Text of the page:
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Tools of the Early Firefighting Trade This Week at

Fire buckets were the tools of the firefighting trade in the late-19th century. A bucket usually displayed the homeowner’s name in paint. How many buckets in a household depended on the fire risk. One bucket for each fireplace was common. After a blaze was extinguished, fire buckets typically lay heaped in piles waiting to be reclaimed by their owners. To tell one from another, people

Mystery and Magic of Harry Houdini This Week at

Harry Houdini found himself locked inside the same jail cell where the assassin of Pres. James A. Garfield was housed in 1881. The narrow bulletproof oak door was buried deep inside a gigantic brick wall. The lock was installed three feet away around the corner--out of reach. Cell No. 2 on Murderers’ Row of the United States Jail was located in Washington, D. C. The escape

Frank Sinatra as Musical Troubadour This Week at

Frank Sinatra said he heard “symphonies from the universe” in his head as a kid and thought about singing for a living as young as 11-years-old. But it was a Bing Crosby concert in the summer of 1935 at Loew’s Journal Square in downtown New Jersey that changed Frank’s life. ‘He was the first troubadour that any of us had heard. After seeing him that night, I knew I

Berenice Abbott Photographer as Documentarian This Week at

Much of Berenice Abbott’s photography is about capturing and interpreting the spirit of everyday life in New York City. She was a documentarian as well as an artist with the camera. A witness to an era. She saw the metropolis as alive and rapidly changing in the 1920s. Buildings were being torn down to make room for skyscrapers. Her goal was to capture Manhattan’s storefronts,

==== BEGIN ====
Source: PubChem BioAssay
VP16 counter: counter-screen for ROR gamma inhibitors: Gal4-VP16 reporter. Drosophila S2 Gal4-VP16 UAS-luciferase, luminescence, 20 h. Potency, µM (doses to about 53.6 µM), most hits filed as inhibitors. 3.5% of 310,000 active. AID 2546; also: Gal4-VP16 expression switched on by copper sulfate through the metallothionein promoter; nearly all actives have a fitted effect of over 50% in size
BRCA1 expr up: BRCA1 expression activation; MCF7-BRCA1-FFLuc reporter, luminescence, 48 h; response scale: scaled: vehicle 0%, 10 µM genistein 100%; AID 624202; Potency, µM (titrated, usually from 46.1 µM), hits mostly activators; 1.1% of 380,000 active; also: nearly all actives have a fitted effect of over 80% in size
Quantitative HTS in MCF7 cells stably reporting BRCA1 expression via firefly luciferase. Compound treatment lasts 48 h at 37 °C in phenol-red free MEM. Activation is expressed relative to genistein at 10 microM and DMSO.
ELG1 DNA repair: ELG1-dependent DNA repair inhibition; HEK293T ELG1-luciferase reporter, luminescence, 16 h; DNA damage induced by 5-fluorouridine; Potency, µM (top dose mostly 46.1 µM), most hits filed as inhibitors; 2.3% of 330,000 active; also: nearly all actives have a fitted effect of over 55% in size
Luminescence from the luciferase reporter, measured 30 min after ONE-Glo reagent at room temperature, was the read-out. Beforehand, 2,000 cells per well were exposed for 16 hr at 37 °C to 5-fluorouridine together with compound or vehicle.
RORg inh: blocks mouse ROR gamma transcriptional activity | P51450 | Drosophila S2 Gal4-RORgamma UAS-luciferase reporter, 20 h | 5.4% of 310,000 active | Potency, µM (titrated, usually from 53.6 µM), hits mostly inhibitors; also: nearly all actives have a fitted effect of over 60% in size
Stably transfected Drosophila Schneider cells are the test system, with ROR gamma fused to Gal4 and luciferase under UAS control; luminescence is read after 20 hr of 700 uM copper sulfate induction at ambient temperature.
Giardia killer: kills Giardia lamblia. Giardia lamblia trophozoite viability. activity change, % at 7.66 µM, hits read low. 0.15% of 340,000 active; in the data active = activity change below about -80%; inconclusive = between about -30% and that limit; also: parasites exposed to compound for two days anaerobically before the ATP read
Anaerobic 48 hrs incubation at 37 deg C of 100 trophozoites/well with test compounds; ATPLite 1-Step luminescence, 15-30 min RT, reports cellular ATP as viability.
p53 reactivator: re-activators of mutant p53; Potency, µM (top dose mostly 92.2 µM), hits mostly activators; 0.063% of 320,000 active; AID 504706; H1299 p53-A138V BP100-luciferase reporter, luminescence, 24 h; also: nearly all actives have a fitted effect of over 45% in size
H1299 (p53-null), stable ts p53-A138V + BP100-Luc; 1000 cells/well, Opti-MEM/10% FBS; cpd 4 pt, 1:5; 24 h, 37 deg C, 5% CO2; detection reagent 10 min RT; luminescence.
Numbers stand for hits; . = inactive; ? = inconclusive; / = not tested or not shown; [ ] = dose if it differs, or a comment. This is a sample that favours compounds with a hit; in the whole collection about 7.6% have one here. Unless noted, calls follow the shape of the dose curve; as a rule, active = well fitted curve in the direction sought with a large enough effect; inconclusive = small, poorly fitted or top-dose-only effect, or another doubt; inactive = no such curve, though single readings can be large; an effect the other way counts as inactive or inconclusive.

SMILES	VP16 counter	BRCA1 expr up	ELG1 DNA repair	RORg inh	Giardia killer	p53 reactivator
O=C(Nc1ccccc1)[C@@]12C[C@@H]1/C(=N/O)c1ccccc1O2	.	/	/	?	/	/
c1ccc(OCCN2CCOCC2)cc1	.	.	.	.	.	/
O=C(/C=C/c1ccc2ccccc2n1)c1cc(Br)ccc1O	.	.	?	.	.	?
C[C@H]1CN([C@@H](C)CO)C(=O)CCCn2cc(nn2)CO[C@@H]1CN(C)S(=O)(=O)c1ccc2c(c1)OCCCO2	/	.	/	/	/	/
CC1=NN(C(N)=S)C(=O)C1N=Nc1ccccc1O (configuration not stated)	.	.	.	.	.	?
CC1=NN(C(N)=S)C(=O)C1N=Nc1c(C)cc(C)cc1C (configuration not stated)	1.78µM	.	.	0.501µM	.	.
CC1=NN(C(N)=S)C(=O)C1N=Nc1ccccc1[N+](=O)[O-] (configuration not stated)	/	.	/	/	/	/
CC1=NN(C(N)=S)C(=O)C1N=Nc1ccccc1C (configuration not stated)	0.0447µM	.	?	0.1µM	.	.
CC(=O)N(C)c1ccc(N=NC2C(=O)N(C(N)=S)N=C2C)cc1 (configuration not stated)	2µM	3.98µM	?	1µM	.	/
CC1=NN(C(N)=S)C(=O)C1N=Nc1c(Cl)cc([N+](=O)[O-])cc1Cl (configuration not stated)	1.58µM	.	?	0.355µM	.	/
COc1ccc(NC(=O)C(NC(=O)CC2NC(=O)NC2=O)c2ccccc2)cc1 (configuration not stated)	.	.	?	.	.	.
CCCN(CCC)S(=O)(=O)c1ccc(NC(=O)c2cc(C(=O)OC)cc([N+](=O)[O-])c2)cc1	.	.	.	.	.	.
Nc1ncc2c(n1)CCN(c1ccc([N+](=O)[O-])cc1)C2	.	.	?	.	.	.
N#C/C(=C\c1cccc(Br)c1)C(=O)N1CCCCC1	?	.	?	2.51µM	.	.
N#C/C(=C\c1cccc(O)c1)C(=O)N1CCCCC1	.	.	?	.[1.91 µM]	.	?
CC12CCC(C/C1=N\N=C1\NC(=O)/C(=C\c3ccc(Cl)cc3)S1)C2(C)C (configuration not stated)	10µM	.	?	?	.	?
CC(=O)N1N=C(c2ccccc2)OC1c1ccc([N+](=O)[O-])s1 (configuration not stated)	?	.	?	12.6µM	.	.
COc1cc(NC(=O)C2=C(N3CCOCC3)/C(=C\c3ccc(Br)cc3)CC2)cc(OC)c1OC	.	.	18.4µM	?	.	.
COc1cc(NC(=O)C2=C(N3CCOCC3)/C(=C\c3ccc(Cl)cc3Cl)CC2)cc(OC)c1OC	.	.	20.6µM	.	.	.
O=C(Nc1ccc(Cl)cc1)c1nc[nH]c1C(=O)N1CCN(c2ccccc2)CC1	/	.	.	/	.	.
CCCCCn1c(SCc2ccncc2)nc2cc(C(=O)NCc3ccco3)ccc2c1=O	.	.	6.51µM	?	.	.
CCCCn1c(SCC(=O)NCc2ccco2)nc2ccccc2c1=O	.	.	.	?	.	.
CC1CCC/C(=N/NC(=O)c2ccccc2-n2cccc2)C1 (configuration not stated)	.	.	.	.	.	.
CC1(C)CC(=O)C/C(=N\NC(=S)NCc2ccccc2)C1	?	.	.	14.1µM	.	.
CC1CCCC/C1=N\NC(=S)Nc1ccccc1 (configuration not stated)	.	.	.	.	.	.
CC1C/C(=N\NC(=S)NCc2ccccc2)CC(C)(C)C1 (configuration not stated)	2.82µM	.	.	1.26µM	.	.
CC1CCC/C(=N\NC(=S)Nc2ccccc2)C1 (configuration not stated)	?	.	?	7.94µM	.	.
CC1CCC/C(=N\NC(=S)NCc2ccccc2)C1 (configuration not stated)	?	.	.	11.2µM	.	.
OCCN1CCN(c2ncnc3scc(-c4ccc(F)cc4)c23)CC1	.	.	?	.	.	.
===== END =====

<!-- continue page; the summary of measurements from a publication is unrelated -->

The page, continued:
Johnny Cash A Guy Who Got Lucky This Week at

One thousand prisoners showed up in the mess hall of San Quentin State Prison to see country singer Johnny Cash perform in concert on Feb. 23, 1969. The prison was California’s oldest maximum-security penitentiary and most everyone seemed on edge about the pending gig. San Quentin was the place where Johnny played his first-ever prison concert on Jan. 1, 1958. Johnny was funny and upbeat. It took him

Monroe and DiMaggio the Ties That Bind This Week at

Marilyn Monroe was two hours late for her first date with baseball legend Joe DiMaggio. He waited patiently at an Italian restaurant on Sunset Strip in March of 1952. The actress was hesitant that night expecting to meet a loud, sporty jock. What she encountered was a modest gentleman in a gray suit and tie. Had she not known he was a baseball player, the

John Lennon Immortalized in Photography This Week at

It was the last photograph taken of John Lennon. He and Yoko Ono were lying on the floor together in their apartment overlooking Central Park in New York. A cozy, nurturing photo. Several hours later John was shot and killed on Dec. 8, 1980 by an unbalanced fan. Photographing John was Annie Leibovitz’s first important assignment from Rolling Stone magazine back in 1970. John never

Samplers as Time Capsules This Week at

Like time capsules, antique samplers are nostalgic remnants of the past offering a glimpse into the world of embroidery and children. Samplers act as portals into the day-to-day life of a young girl from another era in time. They show her mastery of useful and decorative stitching. In the 18th and mid-19th century, samplers were also her way of showing off her knowledge of the alphabet. Meets the Wizard of Oz

L. Frank Baum wanted to write modern fairy tales that didn’t frighten children. His fairy tales, he said, wouldn’t upset them like the Brothers Grimm did. Baum’s first book, “Mother Goose in Prose” was published in 1897. It was based on stories he made up and told his own sons. In the last chapter of his first book a farm-girl named Dorothy makes her entrance.

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